Becoming a professional matchmaker is not a traditional career choice, and for Ben Shalom it began with volunteer work. “In 2007 I volunteered at an online dating site. I wanted to call people, get to know them, coach them, and then put them together. I loved it,” she says. As time passed, and she needed to find a paying job, Ben Shalom realized she was already doing it. “I thought, well I have me! I leaned into the coaching piece

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which was really very special.” She says she believes she is helping the world and with her husband’s encouragement, she dove in.

Ben Shalom says she knows from firsthand experience how hard it is to find marriage. “It was a difficult process to find the one. I’m not a hopeless romantic. For me it’s all about family and having a loving community and support.”

Unlike fictional matchmakers who are portrayed as nosy busybodies, Ben Shalom does not push people. “I like people to be aligned,” she says, “I find out what the client wants and find a partner to match that.” The mother of five also says she does not push the idea of children on anyone. “Marriage is about marriage. The goal is not to have children. Children is a byproduct of some marriages.” She points to Dolly Parton’s 57-year marriage as one that bucks traditional norms. “She and her husband have built a beautiful family together and it doesn’t include children. He does his thing and she does hers, and they’re happy.”

Ben Shalom admits her matches

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do not have a 100% success rate. “I follow up with people and some do split up. Probably close to 5-7% don’t work out,” she says. The surest path to success, she says, is honesty. “If I’m honest with myself, I can be that way with the client. They, in turn, need to be honest with me.” Her coaching technique helps build trust and honesty with the clients. And she continues coaching after the match has been made. “I’m there as long as they need. Sometimes even into the first year.”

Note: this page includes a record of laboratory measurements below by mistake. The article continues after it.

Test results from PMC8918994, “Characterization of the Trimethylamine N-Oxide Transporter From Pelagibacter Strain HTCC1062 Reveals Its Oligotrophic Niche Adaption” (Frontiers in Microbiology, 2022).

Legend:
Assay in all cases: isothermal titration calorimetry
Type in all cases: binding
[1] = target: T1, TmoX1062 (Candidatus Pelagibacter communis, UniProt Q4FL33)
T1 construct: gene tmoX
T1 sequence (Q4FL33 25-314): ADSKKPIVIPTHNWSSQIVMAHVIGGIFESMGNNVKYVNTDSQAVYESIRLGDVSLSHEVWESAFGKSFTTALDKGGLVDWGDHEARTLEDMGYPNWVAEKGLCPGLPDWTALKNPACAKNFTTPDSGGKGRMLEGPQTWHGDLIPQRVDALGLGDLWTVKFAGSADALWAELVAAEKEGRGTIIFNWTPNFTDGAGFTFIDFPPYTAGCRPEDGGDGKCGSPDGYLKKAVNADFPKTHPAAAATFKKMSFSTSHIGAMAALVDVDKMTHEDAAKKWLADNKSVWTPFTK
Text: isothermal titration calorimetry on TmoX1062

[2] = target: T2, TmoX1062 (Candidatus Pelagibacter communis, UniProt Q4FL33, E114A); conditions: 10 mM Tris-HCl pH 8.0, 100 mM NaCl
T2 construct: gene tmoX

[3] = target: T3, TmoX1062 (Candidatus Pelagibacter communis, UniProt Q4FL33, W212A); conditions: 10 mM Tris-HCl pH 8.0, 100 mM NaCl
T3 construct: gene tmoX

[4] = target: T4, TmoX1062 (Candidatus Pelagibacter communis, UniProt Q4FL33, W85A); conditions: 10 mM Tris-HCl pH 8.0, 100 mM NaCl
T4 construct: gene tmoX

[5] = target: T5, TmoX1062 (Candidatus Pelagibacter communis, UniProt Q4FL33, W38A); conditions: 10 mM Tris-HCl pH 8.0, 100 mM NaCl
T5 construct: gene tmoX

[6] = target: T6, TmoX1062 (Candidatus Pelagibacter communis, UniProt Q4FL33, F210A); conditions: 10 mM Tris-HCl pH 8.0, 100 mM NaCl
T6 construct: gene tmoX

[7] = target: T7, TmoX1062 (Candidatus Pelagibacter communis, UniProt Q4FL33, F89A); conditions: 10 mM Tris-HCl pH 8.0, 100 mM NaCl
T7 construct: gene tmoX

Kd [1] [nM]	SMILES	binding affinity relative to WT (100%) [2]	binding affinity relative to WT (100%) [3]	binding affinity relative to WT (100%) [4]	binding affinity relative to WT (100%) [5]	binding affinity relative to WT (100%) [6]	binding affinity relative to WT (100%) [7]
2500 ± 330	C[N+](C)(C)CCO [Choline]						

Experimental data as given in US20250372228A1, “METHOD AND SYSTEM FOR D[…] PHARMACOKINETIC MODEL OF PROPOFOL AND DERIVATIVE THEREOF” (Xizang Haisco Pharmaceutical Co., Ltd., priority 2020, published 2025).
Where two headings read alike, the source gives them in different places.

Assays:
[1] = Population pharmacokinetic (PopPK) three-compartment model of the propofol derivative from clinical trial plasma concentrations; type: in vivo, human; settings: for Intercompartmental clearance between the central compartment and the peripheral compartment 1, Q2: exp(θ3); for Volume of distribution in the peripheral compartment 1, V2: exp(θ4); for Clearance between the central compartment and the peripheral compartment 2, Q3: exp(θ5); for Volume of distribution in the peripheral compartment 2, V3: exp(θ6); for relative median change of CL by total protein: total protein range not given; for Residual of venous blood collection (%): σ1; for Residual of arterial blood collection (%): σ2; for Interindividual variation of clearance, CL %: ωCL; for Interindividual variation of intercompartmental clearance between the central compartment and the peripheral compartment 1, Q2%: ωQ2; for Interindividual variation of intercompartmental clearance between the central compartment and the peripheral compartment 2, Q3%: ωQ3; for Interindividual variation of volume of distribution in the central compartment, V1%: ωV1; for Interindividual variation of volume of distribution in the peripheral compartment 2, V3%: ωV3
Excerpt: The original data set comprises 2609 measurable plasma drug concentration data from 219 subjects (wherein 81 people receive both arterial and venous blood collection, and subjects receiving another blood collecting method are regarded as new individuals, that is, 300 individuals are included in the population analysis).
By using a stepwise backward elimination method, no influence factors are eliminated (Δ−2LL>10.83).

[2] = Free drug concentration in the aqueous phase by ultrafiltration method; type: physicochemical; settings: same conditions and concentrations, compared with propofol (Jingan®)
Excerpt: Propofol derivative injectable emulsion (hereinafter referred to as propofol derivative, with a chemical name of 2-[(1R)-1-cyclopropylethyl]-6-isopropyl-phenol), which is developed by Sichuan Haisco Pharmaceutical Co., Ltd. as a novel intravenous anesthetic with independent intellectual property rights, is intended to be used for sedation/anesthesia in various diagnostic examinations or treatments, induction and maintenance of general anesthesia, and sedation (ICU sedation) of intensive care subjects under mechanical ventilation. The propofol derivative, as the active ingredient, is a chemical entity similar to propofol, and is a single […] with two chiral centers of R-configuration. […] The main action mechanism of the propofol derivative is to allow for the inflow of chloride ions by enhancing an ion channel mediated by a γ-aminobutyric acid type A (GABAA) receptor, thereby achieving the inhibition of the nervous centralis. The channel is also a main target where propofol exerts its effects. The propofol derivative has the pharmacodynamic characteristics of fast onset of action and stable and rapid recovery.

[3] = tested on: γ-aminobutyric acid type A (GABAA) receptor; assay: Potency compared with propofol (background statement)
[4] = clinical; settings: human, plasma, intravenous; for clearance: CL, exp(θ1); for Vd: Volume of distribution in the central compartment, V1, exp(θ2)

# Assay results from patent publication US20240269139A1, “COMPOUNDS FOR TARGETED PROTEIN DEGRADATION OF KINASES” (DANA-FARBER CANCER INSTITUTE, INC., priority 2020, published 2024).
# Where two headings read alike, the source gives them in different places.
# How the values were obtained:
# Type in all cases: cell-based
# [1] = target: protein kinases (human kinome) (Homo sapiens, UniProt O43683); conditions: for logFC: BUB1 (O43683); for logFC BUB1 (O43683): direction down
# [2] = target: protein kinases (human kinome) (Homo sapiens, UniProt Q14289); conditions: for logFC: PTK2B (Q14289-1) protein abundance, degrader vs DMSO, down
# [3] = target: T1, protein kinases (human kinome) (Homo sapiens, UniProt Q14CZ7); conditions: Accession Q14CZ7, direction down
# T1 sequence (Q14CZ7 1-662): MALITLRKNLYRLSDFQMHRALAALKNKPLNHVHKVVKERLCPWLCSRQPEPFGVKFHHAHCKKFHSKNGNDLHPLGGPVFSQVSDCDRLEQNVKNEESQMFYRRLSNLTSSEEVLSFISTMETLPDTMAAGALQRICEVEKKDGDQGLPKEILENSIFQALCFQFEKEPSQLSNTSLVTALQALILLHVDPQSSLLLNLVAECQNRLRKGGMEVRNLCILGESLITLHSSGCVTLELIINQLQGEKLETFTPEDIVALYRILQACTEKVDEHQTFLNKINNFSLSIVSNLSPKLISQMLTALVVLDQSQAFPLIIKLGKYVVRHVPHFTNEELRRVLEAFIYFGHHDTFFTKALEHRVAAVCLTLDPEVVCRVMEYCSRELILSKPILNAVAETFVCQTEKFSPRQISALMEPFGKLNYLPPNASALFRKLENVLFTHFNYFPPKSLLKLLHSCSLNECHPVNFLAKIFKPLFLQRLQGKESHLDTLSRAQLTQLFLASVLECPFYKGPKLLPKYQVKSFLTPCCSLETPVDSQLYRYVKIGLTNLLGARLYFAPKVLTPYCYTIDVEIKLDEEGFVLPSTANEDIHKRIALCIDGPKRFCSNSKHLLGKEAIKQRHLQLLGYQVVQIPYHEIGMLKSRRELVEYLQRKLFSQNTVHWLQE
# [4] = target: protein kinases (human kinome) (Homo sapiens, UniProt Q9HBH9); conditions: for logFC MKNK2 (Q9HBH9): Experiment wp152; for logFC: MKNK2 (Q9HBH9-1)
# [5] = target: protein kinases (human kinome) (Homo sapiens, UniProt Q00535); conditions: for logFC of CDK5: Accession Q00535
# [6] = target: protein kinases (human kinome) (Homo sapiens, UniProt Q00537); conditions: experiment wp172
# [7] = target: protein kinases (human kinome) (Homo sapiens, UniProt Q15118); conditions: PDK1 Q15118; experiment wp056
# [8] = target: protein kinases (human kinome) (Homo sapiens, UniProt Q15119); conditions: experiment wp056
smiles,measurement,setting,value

When it comes to her own family, Ben Shalom says what began as a way to be home with her children has become

a sometimes-challenging lifestyle. She is based in the Pardes-Hanna region of Israel, but often spends weeks at a time touring in the United States and other countries. “We’re very close, and we talk a lot. We are constantly evaluating and re-evaluating. This is not just my thing, it’s our thing as a family.”

As her children have grown, Ben Shalom is able to bring them with her, providing some valuable one-on-one time. “It’s been really nice. My daughter came with me to Australia and we spent all day doing activities and having the best time.”

Continued on page 20

2024 Guide to Jewish Nashville Available Now!

The Jewish Federation of Greater Nashville is pleased to announce publication of the 2024 Guide to Jewish Nashville. Beginning with this year’s issue, you will be able to access the Guide to Jewish Nashville online at You can also pick up a copy at your local congregation, the Federation offices, the Gordon Jewish Community Center, and other retail outlets around town. As always, this year’s Guide is chock-full of information about the community’s congregations, agencies, social and service organizations, political organizations, schools, and much more. There is even a section listing local kosher food offerings, as well as information about disability inclusion and accessibility. In short, it has just about everything you need to know about Jewish Nashville.